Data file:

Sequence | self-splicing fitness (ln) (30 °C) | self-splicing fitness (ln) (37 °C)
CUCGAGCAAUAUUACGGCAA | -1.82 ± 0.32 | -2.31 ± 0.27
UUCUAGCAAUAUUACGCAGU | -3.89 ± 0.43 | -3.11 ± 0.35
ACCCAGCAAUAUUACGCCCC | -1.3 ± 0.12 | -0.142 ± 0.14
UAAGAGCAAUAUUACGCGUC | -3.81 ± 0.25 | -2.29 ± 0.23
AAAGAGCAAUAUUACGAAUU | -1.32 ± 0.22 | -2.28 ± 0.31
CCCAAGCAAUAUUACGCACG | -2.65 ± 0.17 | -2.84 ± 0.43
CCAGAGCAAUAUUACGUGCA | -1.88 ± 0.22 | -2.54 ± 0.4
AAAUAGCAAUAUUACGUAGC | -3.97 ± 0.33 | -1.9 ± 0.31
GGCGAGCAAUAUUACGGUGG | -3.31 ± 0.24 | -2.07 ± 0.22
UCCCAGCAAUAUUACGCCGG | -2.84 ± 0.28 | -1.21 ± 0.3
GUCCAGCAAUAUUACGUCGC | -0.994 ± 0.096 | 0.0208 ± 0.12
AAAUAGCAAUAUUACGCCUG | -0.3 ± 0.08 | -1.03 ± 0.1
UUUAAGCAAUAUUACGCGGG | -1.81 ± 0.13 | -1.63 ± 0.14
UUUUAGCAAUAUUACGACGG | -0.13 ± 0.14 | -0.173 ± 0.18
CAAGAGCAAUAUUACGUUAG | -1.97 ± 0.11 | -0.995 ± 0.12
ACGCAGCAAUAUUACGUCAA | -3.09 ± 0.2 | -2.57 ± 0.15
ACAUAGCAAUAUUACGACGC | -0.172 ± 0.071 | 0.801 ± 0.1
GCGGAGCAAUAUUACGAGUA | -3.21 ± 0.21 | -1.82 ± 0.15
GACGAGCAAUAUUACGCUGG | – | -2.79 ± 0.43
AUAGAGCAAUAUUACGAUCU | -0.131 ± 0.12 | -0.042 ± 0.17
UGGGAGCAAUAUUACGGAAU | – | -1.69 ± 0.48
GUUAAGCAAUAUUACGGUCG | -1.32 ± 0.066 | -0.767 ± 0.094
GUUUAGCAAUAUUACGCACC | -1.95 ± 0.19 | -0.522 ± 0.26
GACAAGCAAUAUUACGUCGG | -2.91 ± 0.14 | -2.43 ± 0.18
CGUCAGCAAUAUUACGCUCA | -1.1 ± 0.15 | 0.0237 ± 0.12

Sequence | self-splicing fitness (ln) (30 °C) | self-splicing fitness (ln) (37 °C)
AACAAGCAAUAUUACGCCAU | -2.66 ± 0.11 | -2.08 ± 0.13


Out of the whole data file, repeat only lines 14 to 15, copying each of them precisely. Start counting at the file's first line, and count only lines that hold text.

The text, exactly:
UUUAAGCAAUAUUACGCGGG | -1.81 ± 0.13 | -1.63 ± 0.14
UUUUAGCAAUAUUACGACGG | -0.13 ± 0.14 | -0.173 ± 0.18